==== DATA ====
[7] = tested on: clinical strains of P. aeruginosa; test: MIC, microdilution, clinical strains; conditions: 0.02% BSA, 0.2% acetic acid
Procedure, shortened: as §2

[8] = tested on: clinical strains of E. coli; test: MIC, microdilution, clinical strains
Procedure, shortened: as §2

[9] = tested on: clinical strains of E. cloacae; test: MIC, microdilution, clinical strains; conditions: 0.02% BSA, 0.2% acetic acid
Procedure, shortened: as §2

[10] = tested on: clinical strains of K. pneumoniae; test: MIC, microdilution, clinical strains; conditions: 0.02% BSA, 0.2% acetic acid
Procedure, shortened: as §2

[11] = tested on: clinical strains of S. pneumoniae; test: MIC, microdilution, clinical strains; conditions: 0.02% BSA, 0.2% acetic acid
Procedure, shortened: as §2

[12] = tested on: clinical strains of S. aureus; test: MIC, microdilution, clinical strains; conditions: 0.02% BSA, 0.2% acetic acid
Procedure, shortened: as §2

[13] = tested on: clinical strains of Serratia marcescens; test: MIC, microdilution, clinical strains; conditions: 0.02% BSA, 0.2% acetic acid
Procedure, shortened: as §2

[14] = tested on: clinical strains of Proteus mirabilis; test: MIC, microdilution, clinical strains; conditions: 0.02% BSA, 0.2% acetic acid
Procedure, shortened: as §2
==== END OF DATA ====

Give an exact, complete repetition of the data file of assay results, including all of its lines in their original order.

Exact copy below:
[7] = tested on: clinical strains of P. aeruginosa; test: MIC, microdilution, clinical strains; conditions: 0.02% BSA, 0.2% acetic acid
Procedure, shortened: as §2

[8] = tested on: clinical strains of E. coli; test: MIC, microdilution, clinical strains
Procedure, shortened: as §2

[9] = tested on: clinical strains of E. cloacae; test: MIC, microdilution, clinical strains; conditions: 0.02% BSA, 0.2% acetic acid
Procedure, shortened: as §2

[10] = tested on: clinical strains of K. pneumoniae; test: MIC, microdilution, clinical strains; conditions: 0.02% BSA, 0.2% acetic acid
Procedure, shortened: as §2

[11] = tested on: clinical strains of S. pneumoniae; test: MIC, microdilution, clinical strains; conditions: 0.02% BSA, 0.2% acetic acid
Procedure, shortened: as §2

[12] = tested on: clinical strains of S. aureus; test: MIC, microdilution, clinical strains; conditions: 0.02% BSA, 0.2% acetic acid
Procedure, shortened: as §2

[13] = tested on: clinical strains of Serratia marcescens; test: MIC, microdilution, clinical strains; conditions: 0.02% BSA, 0.2% acetic acid
Procedure, shortened: as §2

[14] = tested on: clinical strains of Proteus mirabilis; test: MIC, microdilution, clinical strains; conditions: 0.02% BSA, 0.2% acetic acid
Procedure, shortened: as §2